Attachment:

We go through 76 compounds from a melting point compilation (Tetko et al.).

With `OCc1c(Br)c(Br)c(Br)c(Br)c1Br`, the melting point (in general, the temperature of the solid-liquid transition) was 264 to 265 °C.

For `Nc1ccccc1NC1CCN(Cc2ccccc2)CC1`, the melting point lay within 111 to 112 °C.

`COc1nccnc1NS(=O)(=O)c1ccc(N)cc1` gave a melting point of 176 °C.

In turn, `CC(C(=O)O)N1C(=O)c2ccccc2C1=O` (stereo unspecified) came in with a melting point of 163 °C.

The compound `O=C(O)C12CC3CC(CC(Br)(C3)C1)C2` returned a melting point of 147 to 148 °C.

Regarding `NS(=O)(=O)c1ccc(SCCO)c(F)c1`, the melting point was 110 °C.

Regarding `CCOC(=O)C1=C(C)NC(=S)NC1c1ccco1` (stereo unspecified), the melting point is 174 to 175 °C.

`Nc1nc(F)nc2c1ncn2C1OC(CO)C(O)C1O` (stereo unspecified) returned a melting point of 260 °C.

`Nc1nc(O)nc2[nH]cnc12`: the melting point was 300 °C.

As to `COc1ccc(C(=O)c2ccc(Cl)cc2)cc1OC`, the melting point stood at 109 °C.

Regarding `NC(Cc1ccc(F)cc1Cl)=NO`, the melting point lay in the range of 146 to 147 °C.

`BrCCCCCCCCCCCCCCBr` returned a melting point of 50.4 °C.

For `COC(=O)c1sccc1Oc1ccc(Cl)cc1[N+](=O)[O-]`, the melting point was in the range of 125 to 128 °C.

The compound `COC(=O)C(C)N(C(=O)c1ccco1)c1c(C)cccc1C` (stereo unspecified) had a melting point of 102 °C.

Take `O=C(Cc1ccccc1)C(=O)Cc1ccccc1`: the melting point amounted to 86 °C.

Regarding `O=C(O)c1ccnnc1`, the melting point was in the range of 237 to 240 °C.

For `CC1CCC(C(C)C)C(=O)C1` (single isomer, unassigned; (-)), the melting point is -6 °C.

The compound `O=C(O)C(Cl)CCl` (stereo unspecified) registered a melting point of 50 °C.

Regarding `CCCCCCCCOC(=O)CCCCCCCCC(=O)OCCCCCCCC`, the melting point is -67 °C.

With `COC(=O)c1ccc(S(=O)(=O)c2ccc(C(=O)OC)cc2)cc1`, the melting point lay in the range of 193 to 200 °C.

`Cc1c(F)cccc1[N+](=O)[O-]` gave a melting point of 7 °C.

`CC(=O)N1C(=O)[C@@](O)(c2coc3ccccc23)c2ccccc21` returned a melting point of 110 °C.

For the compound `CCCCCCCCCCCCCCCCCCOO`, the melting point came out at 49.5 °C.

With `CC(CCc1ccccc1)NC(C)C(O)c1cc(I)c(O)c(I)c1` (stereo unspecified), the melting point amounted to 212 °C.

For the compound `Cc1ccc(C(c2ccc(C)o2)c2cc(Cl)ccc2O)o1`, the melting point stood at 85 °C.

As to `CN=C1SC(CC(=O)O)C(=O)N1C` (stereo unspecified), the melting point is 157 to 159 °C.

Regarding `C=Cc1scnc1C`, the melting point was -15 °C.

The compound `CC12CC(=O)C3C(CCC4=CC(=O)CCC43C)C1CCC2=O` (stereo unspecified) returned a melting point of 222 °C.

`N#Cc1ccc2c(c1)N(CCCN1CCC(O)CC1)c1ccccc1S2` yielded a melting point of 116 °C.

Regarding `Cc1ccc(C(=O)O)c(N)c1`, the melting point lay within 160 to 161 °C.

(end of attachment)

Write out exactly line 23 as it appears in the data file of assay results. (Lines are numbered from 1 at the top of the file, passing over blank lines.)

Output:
`CC(=O)N1C(=O)[C@@](O)(c2coc3ccccc23)c2ccccc21` returned a melting point of 110 °C.